More than 40 percent of California experiencing moderate drought

Posted Feb 2, 2018 by Karen Graham
On Thursday, scientists announced more than 40 percent of California is experiencing a moderate drought, while state water officials confirmed lower-than-normal snowpack levels in the Sierra Nevada.
On February 1  the Department of Water Resources (DWR) manual snow survey east of Sacramento found l...
On February 1, the Department of Water Resources (DWR) manual snow survey east of Sacramento found little snowpack there, two months into what is typically California’s wettest three months.
After the California Department of Water Resources' (DWR) dismal first "official" snow survey in January that came out only 3.0 percent of average for the month, officials were hopeful February's survey would be much better.
The DWR was saying on its website in January that California’s wettest months are December through February, so there was still time for Mother Nature to build her mountain “reservoir” and eventually provide the runoff California needs when it melts. But things are not looking good.
On Thursday, researchers from the DWR again headed into the Sierra Nevada to measure water content and snow levels at Phillips Station, a former post office, and stagecoach stop near Lake Tahoe. "This year it's going to be pretty stark," said Daniel Swain, a climate scientist at UCLA. "There's not going to be a lot of snow on the ground."
Grant Davis  Director of the California Department of Water Resources  left  assists Frank Gehrke  C...
Grant Davis, Director of the California Department of Water Resources, left, assists Frank Gehrke, Chief of the Calif. Cooperative Snow Surveys Program, with the first snow survey of the 2018 season at Phillips Station in the Sierra Nevada Mountains.
And Swain was right. Frank Gehrke, the chief of the state water survey, measured the snow depth at Phillips at 13.6 inches, with 2.6 inches of water content—about 14 percent of the average. While the readings were somewhat better than last month's readings, they are still below normal for this time of year. On the DWR website, it is also noted that little snowpack was found, which was predictable after a dry December throughout the state.
Survey results from the central Sierra fared the best with a snow-water equivalent (SWE) of 5.8 inches representing 30 percent of the average. SWE is the depth of water that would theoretically result if the entire snowpack melted at once.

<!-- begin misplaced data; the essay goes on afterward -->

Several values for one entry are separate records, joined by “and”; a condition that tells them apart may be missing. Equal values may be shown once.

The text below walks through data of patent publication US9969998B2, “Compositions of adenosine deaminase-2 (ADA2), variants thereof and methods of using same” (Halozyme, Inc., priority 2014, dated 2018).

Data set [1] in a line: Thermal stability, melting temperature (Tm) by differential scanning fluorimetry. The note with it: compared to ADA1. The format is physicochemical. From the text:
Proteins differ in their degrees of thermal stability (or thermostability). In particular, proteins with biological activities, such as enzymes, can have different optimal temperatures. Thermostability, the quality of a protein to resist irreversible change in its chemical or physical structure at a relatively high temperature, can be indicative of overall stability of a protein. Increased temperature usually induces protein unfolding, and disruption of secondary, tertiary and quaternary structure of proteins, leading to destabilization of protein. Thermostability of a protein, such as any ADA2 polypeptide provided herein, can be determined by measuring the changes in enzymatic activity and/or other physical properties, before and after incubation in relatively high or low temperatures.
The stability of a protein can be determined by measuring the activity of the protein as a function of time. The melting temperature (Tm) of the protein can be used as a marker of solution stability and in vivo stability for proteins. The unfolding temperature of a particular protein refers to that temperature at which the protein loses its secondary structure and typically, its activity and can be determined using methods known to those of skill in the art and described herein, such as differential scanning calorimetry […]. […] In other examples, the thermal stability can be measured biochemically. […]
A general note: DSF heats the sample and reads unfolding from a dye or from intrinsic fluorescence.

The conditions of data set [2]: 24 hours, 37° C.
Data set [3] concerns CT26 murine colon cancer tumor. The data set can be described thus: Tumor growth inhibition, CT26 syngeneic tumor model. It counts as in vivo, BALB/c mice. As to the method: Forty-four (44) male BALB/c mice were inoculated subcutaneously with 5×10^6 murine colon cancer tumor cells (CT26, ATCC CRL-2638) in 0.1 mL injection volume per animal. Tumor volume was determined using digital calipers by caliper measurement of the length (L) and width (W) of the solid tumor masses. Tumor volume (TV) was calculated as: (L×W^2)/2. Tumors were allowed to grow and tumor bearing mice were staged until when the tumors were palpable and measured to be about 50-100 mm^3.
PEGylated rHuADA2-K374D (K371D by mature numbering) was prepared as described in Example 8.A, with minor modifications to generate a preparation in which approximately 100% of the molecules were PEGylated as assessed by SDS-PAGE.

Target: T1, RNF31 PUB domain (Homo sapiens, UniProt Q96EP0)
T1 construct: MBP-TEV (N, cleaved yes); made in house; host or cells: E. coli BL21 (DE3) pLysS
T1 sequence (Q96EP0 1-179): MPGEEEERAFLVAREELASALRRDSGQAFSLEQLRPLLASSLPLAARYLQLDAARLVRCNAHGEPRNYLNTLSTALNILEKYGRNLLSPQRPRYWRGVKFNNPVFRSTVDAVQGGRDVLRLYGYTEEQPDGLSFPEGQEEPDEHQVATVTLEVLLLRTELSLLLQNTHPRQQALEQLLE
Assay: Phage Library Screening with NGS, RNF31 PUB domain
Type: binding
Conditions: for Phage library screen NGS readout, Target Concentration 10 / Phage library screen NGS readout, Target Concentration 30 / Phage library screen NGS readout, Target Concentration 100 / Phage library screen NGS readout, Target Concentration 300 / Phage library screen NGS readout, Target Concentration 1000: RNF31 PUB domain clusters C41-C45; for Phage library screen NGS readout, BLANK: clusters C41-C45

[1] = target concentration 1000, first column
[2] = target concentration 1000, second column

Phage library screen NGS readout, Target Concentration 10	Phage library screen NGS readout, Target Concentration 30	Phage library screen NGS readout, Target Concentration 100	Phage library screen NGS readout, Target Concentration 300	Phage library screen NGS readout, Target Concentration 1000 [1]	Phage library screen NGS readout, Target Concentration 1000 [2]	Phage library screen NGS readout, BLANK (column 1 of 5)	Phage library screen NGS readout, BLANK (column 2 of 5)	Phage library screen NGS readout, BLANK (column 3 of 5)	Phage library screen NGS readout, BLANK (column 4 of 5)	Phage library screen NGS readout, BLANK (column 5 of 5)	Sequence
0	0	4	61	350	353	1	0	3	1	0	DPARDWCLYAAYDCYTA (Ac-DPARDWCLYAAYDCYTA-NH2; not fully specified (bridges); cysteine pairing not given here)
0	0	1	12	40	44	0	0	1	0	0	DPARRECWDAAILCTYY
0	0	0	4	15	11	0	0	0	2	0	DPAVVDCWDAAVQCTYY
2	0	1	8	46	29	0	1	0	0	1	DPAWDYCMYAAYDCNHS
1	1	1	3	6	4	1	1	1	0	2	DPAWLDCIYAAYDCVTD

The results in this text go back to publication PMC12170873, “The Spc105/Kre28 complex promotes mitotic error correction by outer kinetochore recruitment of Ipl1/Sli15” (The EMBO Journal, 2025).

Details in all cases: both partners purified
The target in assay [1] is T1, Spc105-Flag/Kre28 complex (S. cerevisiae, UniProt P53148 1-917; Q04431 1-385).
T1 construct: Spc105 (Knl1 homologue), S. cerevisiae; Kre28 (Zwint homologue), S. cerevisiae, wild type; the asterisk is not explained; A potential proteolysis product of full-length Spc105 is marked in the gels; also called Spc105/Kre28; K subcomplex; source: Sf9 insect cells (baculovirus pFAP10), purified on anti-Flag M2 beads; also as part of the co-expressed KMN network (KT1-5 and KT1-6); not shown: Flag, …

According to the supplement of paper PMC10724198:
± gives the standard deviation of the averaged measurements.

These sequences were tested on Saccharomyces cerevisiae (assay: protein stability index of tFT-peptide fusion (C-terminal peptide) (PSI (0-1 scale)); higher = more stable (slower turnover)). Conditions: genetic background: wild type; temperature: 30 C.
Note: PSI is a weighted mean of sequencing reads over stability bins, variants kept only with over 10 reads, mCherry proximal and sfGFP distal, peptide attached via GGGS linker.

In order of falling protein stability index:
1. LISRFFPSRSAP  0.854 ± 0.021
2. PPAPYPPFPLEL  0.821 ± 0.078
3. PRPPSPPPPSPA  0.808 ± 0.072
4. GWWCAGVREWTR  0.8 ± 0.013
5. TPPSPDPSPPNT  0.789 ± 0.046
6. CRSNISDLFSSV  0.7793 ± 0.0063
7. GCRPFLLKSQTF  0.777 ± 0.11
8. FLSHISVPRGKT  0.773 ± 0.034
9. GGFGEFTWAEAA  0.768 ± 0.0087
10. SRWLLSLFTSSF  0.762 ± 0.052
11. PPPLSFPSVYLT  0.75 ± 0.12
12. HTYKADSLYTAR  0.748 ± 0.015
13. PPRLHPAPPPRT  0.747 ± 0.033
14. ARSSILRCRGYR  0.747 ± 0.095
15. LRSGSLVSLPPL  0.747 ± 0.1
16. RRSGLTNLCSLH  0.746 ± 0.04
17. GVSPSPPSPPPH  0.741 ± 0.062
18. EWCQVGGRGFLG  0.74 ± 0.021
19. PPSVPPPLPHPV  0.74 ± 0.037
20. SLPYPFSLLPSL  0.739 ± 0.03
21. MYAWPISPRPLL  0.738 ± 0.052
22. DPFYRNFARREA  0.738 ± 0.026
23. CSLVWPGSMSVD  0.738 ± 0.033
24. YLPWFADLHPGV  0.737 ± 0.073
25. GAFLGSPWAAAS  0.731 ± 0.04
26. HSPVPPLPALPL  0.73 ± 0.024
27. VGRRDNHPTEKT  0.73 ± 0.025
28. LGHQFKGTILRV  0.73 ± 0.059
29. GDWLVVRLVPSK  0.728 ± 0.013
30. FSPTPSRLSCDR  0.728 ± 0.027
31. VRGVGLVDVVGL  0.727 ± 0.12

Gehrke remains optimistic, though. “The snow survey today shows water content far below average for this time of year,” said Gehrke. “Today’s measurements indicate an anemic snowpack to date, but there is still the possibility of a wet February and March.”
The second snowpack survey of 2018 was conducted on February 1.
The second snowpack survey of 2018 was conducted on February 1.
“California experiences the most variable weather in the nation,” said DWR Director Karla Nemeth. “It’s vital that water conservation efforts remain consistent regardless of the year’s precipitation.”
Drought conditions returning
California’s exceptionally high precipitation last winter and spring have resulted in above-average storage in 154 reservoirs tracked by the Department. DWR estimates total storage in those reservoirs at the end of January was 24.7 million acre-feet (MAF), or 106 percent of the 23.4 MAF average for this time of year.
Despite the state's reservoirs being full, scientists on Thursday declared 40 percent of California to be in moderate drought conditions, while Los Angeles, Ventura, and Santa Barbara counties, which hold nearly a quarter of the state's population, were rated in severe drought, according to ABC News.
U.S. Drought Monitor
Southern California has been experiencing rain-less skies and record temperatures this week, and that does not bode well because Los Angeles and some surrounding areas have received only one rainfall that amounted to anything in the past year.
The lack of rain and abnormally dry conditions are blamed for the December wildfire in Ventura and Santa Barbara counties. When it finally did rain, the storm triggered mudslides that people are still dealing with after 21 people died. And while residents don't want another storm like the one they just lived through, they know the rains are needed.
Governor Jerry Brown lifted the drought state of emergency in April 2017, but it wasn't fully considered over until September. And last week, the U.S. Drought Monitor showed that 13 percent of California was experiencing drought conditions, and this week, it has jumped to 40 percent. As of Thursday, state officials have not announced any new water-saving measures.